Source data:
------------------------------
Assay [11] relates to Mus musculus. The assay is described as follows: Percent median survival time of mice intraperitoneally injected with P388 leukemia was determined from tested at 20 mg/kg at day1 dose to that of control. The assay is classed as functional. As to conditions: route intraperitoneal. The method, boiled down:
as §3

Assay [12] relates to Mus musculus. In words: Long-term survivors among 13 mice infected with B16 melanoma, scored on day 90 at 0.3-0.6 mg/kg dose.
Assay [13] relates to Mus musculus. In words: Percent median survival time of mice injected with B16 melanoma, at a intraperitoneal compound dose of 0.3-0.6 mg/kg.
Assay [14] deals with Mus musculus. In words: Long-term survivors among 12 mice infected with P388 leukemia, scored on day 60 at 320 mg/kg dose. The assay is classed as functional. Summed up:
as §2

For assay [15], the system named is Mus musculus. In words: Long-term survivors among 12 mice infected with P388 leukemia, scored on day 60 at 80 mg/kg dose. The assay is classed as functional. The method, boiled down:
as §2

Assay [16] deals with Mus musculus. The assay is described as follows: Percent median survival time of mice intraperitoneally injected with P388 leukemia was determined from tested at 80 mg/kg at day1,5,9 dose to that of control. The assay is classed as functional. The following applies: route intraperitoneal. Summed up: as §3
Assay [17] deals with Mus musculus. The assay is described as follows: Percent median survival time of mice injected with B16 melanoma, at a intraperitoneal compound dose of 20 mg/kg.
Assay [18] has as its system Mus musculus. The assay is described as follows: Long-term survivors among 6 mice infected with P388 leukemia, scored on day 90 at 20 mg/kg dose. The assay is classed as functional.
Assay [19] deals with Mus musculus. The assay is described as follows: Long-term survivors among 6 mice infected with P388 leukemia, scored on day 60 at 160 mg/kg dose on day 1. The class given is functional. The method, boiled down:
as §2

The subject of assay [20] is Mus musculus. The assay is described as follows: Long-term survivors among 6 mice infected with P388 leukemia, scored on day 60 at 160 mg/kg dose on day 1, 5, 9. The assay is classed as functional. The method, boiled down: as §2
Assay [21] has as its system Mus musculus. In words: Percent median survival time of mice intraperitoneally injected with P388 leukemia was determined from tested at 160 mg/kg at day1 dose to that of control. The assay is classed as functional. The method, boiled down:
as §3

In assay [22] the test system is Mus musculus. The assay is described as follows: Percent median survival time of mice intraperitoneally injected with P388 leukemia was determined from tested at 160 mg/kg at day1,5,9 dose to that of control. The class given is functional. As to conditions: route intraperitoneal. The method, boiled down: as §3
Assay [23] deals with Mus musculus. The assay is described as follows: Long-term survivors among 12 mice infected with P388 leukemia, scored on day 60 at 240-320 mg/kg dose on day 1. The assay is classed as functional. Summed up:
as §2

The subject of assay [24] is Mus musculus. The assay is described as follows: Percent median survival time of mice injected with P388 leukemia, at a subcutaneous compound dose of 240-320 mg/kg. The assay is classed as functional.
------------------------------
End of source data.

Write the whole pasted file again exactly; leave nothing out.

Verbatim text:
Assay [11] relates to Mus musculus. The assay is described as follows: Percent median survival time of mice intraperitoneally injected with P388 leukemia was determined from tested at 20 mg/kg at day1 dose to that of control. The assay is classed as functional. As to conditions: route intraperitoneal. The method, boiled down:
as §3

Assay [12] relates to Mus musculus. In words: Long-term survivors among 13 mice infected with B16 melanoma, scored on day 90 at 0.3-0.6 mg/kg dose.
Assay [13] relates to Mus musculus. In words: Percent median survival time of mice injected with B16 melanoma, at a intraperitoneal compound dose of 0.3-0.6 mg/kg.
Assay [14] deals with Mus musculus. In words: Long-term survivors among 12 mice infected with P388 leukemia, scored on day 60 at 320 mg/kg dose. The assay is classed as functional. Summed up:
as §2

For assay [15], the system named is Mus musculus. In words: Long-term survivors among 12 mice infected with P388 leukemia, scored on day 60 at 80 mg/kg dose. The assay is classed as functional. The method, boiled down:
as §2

Assay [16] deals with Mus musculus. The assay is described as follows: Percent median survival time of mice intraperitoneally injected with P388 leukemia was determined from tested at 80 mg/kg at day1,5,9 dose to that of control. The assay is classed as functional. The following applies: route intraperitoneal. Summed up: as §3
Assay [17] deals with Mus musculus. The assay is described as follows: Percent median survival time of mice injected with B16 melanoma, at a intraperitoneal compound dose of 20 mg/kg.
Assay [18] has as its system Mus musculus. The assay is described as follows: Long-term survivors among 6 mice infected with P388 leukemia, scored on day 90 at 20 mg/kg dose. The assay is classed as functional.
Assay [19] deals with Mus musculus. The assay is described as follows: Long-term survivors among 6 mice infected with P388 leukemia, scored on day 60 at 160 mg/kg dose on day 1. The class given is functional. The method, boiled down:
as §2

The subject of assay [20] is Mus musculus. The assay is described as follows: Long-term survivors among 6 mice infected with P388 leukemia, scored on day 60 at 160 mg/kg dose on day 1, 5, 9. The assay is classed as functional. The method, boiled down: as §2
Assay [21] has as its system Mus musculus. In words: Percent median survival time of mice intraperitoneally injected with P388 leukemia was determined from tested at 160 mg/kg at day1 dose to that of control. The assay is classed as functional. The method, boiled down:
as §3

In assay [22] the test system is Mus musculus. The assay is described as follows: Percent median survival time of mice intraperitoneally injected with P388 leukemia was determined from tested at 160 mg/kg at day1,5,9 dose to that of control. The class given is functional. As to conditions: route intraperitoneal. The method, boiled down: as §3
Assay [23] deals with Mus musculus. The assay is described as follows: Long-term survivors among 12 mice infected with P388 leukemia, scored on day 60 at 240-320 mg/kg dose on day 1. The assay is classed as functional. Summed up:
as §2

The subject of assay [24] is Mus musculus. The assay is described as follows: Percent median survival time of mice injected with P388 leukemia, at a subcutaneous compound dose of 240-320 mg/kg. The assay is classed as functional.